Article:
Nothing livens up a home like houseplants, and these two hearty, low-maintenance options offer plenty of variety.
From left: Pachypodium, Lithops, Echeveria ‘Topsy Turvy’
If you’re “bad with plants” but still wish you could beautify your home or garden, succulents and air plants are a great choice. They are hard to kill and versatile enough for use in a wide range of creative projects.
You can use them to create living wreaths, roofs and tapestries, vertical gardens, fairy homes, terrariums and anything else where bulletproof beauty is required. Here’s an introduction to these very special plants, as well as some instructions to help you get started.
Succulents are an incredibly diverse group of plants with only one thing in common: they store water in their stems and leaves, making them a perfect fit for neglectful gardeners. Some can go many months without water.
Available in any color of the rainbow, and in just about any form you can dream up, there is a succulent for everyone. Their leaves can look like pink jelly beans (Sedum rubrotinctum) or rocks (Lithops species), transparent pods (Haworthia cooperi), or mind-boggling fractal patterns like Crassula ‘Buddha’s Temple’ and Agave victoriae-reginae. Some you might grow for novelty alone, such as carrion flowers (Stapelia species), which have psychedelically patterned star-shaped blooms that attract flies with their scent of rotting meat.
Caring for succulents
Grow succulents indoors or out, in containers or in the ground. Most succulents are easily damaged by frosts or freezes, but can easily be grown indoors as houseplants or brought inside for winter. If you live in a colder climate, some of the most cold-hardy succulents belong in the genera Sedum and Sempervivum.
The easiest way to kill a succulent is by overwatering, so improve your odds by growing them where water won’t collect and rot the roots. Provide container-grown succulents with a free-draining potting mix and a pot that has a drainage hole; and if growing outdoors, plant them in soil with excellent drainage.
Since each plant is different, it pays to look them up online to learn about their specific needs, or to see if they’re more trouble than they’re worth. For example, living stones (Lithops) are not tolerant of humidity, should be kept completely dry for much of the year, and only receive water during certain months.
Most succulents require full sun, but others — such as Haworthia, Gasteria, Sansevieria and some Aloe species — need a bit of shade in the afternoon or else their leaves get sunburned.
Get to know air plants
While succulents are low-maintenance because they don’t need a lot of water, wispy and delicate “air plants” (Tillandsia) are unique because they don’t even need soil at all. They will thrive on nothing more than a branch of driftwood, or even on refrigerator magnets, as those who lived in the ’70s will recall.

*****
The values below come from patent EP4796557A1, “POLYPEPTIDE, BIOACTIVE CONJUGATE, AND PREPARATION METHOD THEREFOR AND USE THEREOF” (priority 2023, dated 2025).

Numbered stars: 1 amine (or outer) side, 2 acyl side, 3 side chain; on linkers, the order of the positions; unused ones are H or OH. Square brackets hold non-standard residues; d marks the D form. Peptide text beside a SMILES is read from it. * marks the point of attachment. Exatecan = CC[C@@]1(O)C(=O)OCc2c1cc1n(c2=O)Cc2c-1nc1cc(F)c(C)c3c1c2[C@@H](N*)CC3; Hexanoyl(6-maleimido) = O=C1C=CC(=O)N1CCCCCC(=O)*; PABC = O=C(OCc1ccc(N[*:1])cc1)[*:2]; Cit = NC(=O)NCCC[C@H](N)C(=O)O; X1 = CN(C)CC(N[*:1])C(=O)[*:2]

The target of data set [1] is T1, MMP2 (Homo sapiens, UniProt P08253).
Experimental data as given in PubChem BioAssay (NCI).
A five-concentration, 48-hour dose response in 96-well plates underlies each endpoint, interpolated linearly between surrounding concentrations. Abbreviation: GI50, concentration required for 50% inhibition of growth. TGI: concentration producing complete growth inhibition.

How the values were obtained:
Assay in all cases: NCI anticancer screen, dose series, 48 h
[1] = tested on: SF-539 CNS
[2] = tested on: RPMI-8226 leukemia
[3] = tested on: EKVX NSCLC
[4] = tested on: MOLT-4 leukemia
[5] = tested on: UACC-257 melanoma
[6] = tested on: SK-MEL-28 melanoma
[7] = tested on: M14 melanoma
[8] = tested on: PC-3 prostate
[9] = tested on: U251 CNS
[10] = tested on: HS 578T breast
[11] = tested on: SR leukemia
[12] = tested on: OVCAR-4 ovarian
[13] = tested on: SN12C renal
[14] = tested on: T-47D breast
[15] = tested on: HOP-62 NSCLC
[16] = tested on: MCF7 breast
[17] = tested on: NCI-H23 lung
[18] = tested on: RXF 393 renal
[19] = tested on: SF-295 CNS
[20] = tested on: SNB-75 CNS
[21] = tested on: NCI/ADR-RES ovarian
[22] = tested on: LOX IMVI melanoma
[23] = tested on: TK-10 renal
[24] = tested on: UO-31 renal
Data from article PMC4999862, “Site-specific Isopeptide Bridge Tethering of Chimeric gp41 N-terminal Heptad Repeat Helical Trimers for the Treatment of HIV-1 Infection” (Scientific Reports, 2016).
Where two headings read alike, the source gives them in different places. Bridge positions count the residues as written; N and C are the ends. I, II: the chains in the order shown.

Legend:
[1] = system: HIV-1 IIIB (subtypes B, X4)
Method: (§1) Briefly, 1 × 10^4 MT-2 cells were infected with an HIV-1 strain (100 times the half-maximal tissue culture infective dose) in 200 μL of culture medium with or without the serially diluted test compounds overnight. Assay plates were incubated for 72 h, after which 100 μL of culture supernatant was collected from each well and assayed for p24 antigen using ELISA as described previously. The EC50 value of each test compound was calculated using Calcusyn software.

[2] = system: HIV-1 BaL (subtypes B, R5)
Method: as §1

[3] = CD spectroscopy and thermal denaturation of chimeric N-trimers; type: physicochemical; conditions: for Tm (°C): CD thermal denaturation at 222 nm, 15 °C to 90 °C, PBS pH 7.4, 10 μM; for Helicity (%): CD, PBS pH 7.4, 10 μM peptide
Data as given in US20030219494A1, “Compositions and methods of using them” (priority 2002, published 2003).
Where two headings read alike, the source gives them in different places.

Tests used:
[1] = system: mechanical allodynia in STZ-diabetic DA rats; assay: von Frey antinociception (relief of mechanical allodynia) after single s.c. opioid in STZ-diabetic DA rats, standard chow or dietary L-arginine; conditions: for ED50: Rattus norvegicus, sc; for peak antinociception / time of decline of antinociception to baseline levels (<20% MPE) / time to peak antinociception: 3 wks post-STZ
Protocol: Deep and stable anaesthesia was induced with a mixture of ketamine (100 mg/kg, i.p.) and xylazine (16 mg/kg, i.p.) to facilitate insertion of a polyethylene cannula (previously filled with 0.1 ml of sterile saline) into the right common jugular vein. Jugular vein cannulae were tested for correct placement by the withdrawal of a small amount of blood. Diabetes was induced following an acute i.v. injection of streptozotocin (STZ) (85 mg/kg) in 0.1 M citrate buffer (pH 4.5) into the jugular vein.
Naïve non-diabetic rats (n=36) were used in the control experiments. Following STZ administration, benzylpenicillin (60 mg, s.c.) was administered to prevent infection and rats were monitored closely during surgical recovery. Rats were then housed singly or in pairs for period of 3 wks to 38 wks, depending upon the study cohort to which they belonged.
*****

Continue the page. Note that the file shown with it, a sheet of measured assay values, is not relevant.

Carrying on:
Related to pineapples and the bromeliads you might grow as houseplants, these are true epiphytes that naturally grow on the branches of trees in warm-temperate and tropical regions of the Americas. One of the most familiar is the so-called “Spanish moss” that drapes luxuriantly from the limbs of live oak trees in the Deep South, but there are many more species from the tropics, both beautiful and bizarre.
Tillandsia bulbosa, with its bulb-like base and twisted narrow leaves, looks more like a sea creature than a plant. Tillandsia tectorum is so fuzzy and fluffy you’d almost expect it to float away on a breeze or dissipate into fairy dust upon watering.
Display air plants however you like: hanging from the ceiling like a living mobile, on driftwood, on the branches of large houseplants, on the walls as art, like a bow tie on wrapped presents — you name it. The biggest consideration in choosing a home for your air plant is how much sunlight it will receive, though you should also make sure that you’ll be able to water it easily.
Air plant maintenance
Air plants generally need nothing more than sunlight, occasional watering and average humidity, with a few exceptions. Species with smooth, green leaves generally need more moisture and humidity than the fuzzy and silvery xeric species, which are excellent candidates for growing indoors or in drier climates such as California.
If you’re growing Tillandsia in the home or in dry climates, water them once a week by either misting them with a spray bottle or by briefly dunking them in a bucket of water. Air plants are usually not tolerant of frost or temperatures below freezing, with the exception of species from the Southeastern United States. Luckily, they’re very easy to bring indoors when the weather gets cold.
Published by Steve Asbell on Zillow Blog.